Indicators of Educational Equity
We believe that educational equity is a journey and not a destination. It is important for every school and community to be on that journey. There is no community in the United States whose people are not touched by the historical inequities that have been intentionally built into our systems; therefore, if we want our schools to deliver an empowering education to all students, all schools must know how to grapple with the inequities that exist.
We suggest reading all indicators, but if you’re looking for a particular section you can click below:
How to Use This Tool
The following is a list of actions, attitudes, and strategies (or indicators) that school communities might take when fighting inequity. This is not a comprehensive list; use it to spark and not to limit your thinking. Schools and districts can use this list to determine if they are taking steps that will lead to an equitable system of education. These actions, attitudes, and strategies may be taken by a variety of stakeholders within a school community: from an individual bus driver or a team of teachers to the superintendent of schools, the collective district staff, or various community members.
What Is Educational Equity?
Educational equity means ensuring just outcomes for each student, raising marginalized voices, and challenging the imbalance of power and privilege.
Challenging Imbalances of
Strategies that help students see and build on their own academic and personal strengths.
All staff who work in a school, in any role. This includes front office staff, bus drivers, and other staff who may sometimes be seen as educational support staff.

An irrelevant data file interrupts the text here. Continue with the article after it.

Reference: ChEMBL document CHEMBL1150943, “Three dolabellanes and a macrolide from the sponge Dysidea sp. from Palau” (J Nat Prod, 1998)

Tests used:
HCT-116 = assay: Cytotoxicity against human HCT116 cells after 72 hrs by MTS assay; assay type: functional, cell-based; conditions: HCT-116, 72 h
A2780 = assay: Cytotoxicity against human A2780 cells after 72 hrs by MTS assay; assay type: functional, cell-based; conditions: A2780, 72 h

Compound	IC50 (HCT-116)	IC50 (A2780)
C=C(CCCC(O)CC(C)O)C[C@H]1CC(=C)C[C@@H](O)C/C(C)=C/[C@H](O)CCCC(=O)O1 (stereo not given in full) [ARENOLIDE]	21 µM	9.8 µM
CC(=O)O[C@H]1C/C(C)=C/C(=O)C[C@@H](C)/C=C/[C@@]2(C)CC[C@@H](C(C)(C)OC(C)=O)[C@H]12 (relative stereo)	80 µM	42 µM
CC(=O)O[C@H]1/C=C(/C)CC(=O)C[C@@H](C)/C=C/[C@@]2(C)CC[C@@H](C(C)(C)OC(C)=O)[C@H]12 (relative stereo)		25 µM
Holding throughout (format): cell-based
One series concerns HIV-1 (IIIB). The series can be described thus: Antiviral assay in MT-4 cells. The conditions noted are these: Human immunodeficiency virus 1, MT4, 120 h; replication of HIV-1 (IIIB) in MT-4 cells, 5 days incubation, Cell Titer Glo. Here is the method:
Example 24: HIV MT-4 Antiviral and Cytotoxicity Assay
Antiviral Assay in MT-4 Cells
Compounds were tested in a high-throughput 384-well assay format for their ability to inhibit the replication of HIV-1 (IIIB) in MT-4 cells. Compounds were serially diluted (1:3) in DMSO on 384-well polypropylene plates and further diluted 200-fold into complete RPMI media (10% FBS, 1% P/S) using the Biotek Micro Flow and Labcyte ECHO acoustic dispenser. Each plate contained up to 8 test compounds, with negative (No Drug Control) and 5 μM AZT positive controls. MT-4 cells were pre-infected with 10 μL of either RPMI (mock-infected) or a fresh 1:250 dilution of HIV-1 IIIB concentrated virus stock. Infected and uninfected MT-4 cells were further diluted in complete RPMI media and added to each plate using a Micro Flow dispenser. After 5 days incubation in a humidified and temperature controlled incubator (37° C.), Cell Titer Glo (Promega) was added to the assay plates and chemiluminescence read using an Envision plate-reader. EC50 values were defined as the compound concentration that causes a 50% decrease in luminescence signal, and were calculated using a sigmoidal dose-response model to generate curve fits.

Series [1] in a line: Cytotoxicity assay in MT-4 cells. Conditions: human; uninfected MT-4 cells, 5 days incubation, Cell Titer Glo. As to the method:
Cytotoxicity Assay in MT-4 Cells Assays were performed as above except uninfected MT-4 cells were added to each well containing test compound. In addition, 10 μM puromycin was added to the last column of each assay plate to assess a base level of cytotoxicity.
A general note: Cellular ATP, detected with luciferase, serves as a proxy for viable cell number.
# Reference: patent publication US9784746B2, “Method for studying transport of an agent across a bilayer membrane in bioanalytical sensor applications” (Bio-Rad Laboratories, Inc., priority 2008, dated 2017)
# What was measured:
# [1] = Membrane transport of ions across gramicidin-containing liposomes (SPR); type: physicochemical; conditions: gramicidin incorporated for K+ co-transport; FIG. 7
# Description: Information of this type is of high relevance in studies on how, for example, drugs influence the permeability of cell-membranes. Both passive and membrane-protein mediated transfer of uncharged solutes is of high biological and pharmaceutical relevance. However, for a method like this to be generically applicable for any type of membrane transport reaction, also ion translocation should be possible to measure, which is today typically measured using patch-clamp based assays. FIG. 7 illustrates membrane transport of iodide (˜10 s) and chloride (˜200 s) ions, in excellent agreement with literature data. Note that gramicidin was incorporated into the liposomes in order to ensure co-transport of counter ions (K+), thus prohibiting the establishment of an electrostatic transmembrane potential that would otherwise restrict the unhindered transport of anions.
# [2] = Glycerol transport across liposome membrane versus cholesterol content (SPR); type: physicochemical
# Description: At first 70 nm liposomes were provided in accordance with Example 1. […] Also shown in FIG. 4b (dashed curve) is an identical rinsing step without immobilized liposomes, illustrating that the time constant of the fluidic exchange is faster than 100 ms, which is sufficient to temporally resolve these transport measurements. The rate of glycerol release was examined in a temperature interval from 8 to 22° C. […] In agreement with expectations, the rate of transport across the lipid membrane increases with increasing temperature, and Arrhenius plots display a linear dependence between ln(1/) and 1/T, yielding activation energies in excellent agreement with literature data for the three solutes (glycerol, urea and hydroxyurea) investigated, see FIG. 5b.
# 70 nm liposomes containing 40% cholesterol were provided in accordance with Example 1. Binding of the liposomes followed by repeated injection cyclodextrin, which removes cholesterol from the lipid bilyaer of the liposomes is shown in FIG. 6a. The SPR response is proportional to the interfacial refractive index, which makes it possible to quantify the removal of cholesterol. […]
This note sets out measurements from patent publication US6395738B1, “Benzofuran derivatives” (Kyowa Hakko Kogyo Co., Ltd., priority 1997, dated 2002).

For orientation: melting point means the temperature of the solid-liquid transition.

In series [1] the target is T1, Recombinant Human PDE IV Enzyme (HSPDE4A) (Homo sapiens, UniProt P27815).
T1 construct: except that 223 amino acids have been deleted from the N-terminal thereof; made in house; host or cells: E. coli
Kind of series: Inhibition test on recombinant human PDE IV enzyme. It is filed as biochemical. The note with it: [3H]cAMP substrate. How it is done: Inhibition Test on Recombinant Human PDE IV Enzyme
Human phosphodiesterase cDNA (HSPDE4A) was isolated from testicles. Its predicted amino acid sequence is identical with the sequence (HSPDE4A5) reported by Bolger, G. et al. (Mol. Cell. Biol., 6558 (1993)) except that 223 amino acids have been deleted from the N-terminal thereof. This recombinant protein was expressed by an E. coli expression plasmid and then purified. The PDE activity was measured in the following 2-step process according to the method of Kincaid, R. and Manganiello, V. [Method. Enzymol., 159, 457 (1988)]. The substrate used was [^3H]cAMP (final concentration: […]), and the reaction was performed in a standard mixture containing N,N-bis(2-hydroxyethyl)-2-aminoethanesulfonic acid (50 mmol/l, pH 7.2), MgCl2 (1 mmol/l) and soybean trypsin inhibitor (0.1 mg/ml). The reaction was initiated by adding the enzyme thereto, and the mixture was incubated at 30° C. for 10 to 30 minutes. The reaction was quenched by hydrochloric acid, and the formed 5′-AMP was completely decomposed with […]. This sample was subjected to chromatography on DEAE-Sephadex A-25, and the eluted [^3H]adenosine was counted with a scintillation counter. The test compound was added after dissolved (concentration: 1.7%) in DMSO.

Microaggressions, as defined by Project Ready, “…are subtle verbal or nonverbal insults or denigrating messages communicated toward a marginalized person, often by someone who may be well-intentioned but unaware of the impact their words or actions have on the target.”
The descriptions of the quality of work that a teacher expects to see. A set of scoring criteria make a rubric.
A support structure is a system that a school has built to see when students are struggling and to help them quickly before they fall too far behind or lose hope. Some common support structures used by schools are response to intervention (RTI) programs, make-up blocks during which students can see teachers for extra help, advisory programs, and systems that allow teams of teachers to meet and discuss students’ challenges and needs.
This work by the Great Schools Partnership is licensed under a Creative Commons Attribution-NonCommercial-ShareAlike 4.0 International License.